Black carbon and particulate matter (PM2.5) concentrations in New York city's subway stations

Academic Article

Abstract

  • © 2014 American Chemical Society. The New York City (NYC) subway is the main mode of transport for over 5 million passengers on an average weekday. Therefore, airborne pollutants in the subway stations could have a significant impact on commuters and subway workers. This study looked at black carbon (BC) and particulate matter (PM2.5) concentrations in selected subway stations in Manhattan. BC and PM2.5 levels were measured in real time using a Micro-Aethalometer and a PDR-1500 DataRAM, respectively. Simultaneous samples were also collected on quartz filters for organic and elemental carbon (OC/EC) analysis and on Teflon filters for gravimetric and trace element analysis. In the underground subway stations, mean real time BC concentrations ranged from 5 to 23 μg/m3, with 1 min average peaks >100 μg/m3, while real time PM2.5 levels ranged from 35 to 200 μg/m3. Mean EC levels ranged from 9 to 12.5 μg/m3. At street level on the same days, the mean BC and PM2.5 concentrations were below 3 and 10 μg/m3, respectively. This study shows that both BC soot and PM levels in NYC's subways are considerably higher than ambient urban street levels and that further monitoring and investigation of BC and PM subway exposures are warranted.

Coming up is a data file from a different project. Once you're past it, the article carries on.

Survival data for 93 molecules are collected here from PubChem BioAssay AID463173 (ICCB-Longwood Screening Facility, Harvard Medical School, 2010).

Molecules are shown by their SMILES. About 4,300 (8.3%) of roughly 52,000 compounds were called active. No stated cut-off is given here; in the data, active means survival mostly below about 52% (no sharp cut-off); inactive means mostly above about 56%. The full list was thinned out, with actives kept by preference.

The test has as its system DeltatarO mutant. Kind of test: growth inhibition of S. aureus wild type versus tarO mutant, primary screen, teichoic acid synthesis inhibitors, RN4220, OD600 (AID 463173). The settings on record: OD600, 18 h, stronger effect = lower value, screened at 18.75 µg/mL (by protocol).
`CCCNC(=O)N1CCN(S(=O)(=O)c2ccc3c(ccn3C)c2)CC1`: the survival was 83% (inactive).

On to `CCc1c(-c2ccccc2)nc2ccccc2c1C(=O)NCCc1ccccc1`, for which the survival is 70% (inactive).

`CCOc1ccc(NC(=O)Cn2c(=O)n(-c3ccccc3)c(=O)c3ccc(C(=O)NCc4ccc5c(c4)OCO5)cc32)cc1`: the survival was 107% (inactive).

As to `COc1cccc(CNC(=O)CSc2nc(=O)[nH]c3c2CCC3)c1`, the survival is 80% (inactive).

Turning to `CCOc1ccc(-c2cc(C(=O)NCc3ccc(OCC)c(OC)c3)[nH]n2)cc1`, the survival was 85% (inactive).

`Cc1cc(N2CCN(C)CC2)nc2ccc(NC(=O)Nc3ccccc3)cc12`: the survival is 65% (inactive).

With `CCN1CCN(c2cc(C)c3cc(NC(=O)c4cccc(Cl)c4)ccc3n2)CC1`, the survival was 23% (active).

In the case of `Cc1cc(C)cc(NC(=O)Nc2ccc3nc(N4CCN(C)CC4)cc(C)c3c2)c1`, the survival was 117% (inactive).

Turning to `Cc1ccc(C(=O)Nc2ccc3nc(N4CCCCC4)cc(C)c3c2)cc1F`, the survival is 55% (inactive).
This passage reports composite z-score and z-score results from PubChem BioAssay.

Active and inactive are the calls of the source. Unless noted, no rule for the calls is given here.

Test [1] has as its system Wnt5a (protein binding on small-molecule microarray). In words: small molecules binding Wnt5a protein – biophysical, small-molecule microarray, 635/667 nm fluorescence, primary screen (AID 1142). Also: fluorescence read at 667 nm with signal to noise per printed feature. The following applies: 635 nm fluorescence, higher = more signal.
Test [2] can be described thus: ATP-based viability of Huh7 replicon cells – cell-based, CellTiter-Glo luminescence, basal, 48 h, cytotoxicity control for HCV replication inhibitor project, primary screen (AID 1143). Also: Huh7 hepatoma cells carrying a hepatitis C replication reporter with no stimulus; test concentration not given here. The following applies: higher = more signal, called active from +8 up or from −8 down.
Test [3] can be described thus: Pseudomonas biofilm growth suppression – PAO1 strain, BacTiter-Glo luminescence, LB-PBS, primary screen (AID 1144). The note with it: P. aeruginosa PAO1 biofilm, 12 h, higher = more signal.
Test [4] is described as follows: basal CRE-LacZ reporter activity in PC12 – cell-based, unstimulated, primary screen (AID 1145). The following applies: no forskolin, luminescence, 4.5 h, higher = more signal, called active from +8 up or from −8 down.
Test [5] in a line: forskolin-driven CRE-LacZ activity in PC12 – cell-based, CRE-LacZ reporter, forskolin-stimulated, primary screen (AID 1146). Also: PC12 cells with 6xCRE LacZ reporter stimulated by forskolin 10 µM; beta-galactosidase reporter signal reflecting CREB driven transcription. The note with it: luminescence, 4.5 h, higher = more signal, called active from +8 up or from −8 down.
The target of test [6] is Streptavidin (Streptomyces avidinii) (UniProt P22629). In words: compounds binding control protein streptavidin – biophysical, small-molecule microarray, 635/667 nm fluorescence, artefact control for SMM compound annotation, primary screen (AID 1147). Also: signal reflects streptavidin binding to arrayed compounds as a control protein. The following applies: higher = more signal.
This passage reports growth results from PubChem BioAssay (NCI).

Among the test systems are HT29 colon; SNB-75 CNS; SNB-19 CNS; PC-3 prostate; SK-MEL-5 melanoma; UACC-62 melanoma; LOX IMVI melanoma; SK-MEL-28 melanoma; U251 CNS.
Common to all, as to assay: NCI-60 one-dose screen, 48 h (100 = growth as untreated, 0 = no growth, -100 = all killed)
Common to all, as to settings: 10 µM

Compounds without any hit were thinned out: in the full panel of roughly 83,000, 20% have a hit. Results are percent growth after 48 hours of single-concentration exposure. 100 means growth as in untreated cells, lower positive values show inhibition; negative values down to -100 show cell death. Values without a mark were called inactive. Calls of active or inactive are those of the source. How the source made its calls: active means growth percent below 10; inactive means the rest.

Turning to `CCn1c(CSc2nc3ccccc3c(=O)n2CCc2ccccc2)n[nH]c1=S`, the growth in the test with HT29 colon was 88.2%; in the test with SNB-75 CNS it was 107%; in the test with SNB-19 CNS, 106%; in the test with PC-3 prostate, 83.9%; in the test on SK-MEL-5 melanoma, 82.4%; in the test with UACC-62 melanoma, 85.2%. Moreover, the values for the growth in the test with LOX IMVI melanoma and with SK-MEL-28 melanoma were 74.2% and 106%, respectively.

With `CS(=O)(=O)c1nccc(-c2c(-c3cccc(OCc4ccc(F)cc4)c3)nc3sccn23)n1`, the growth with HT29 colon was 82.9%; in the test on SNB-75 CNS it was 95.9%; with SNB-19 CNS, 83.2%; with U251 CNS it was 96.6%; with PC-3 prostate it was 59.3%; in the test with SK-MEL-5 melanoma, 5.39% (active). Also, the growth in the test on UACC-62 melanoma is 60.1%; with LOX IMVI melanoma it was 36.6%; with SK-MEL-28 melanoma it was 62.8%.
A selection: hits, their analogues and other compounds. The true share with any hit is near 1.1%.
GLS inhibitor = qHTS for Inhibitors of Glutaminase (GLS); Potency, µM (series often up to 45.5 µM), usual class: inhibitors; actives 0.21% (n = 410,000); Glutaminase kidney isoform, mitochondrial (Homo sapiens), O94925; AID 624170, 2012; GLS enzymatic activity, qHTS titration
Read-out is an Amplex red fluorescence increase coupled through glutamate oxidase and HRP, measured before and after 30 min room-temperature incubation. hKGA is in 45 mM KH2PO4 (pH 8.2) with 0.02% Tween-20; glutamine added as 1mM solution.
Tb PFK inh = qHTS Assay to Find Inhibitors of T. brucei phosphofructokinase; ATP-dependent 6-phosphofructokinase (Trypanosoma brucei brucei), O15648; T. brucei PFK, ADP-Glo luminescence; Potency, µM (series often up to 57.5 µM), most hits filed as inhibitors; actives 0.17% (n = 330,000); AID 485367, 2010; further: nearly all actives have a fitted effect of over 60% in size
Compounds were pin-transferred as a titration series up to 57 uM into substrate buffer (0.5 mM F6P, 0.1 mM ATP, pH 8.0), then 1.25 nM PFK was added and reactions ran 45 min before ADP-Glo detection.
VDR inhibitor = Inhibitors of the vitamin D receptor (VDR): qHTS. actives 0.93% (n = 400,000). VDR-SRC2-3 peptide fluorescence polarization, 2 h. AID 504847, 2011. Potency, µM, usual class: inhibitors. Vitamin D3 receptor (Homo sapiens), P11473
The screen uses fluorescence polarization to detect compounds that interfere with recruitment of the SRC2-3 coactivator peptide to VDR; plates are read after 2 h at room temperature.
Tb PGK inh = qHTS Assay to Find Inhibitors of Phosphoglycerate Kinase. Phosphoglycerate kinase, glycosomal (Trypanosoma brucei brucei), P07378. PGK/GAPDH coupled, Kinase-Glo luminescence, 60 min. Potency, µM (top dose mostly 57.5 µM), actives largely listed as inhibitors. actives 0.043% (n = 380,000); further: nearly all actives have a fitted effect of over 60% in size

• Author List

  • Vilcassim MJR; Thurston GD; Peltier RE; Gordon T
  • Start Page

  • 14738
  • End Page

  • 14745
  • Volume

  • 48